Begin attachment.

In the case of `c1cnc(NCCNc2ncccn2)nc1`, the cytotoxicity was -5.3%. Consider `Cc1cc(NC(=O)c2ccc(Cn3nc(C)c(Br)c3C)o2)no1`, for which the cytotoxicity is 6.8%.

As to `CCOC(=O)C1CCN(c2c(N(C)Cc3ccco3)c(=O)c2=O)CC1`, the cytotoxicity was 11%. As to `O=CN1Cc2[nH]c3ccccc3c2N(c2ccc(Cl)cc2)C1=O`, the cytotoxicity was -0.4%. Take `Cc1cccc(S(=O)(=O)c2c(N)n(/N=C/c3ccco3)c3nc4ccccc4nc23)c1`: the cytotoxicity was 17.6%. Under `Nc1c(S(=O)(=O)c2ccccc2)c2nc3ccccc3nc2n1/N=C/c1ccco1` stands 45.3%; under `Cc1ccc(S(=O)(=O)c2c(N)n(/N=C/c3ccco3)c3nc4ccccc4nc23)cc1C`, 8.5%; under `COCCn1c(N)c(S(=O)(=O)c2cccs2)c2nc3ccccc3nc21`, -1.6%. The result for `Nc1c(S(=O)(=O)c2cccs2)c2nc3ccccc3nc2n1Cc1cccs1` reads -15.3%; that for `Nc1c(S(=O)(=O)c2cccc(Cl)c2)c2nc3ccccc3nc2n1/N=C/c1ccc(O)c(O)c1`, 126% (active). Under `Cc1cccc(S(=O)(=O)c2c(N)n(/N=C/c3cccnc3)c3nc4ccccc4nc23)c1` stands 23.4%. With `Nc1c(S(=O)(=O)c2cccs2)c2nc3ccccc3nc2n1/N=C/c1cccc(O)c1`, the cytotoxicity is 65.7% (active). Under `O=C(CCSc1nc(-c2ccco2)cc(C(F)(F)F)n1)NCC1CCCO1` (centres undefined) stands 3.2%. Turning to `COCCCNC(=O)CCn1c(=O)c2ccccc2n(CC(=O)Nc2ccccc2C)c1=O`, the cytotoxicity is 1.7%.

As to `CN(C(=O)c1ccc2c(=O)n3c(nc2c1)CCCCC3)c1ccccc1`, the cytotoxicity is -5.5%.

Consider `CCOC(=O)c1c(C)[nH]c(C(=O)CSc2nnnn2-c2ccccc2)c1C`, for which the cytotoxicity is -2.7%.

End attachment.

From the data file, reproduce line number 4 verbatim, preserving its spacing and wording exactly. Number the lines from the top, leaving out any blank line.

Consider `CCOC(=O)c1c(C)[nH]c(C(=O)CSc2nnnn2-c2ccccc2)c1C`, for which the cytotoxicity is -2.7%.